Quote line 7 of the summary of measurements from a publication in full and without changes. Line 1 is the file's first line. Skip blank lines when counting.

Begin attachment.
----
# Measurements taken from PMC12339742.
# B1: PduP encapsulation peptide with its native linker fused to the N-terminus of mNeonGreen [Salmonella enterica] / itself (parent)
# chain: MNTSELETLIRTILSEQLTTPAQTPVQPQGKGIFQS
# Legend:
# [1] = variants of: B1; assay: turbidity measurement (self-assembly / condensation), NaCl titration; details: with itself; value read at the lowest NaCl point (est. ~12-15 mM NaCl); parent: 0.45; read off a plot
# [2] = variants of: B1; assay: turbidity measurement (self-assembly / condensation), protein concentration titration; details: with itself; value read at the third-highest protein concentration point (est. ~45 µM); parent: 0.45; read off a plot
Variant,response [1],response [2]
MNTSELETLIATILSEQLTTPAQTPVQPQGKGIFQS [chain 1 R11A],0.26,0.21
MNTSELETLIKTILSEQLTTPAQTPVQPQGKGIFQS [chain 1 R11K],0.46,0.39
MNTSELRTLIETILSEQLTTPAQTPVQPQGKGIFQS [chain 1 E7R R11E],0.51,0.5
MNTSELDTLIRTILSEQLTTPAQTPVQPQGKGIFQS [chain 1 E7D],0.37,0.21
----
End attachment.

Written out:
Variant,response [1],response [2]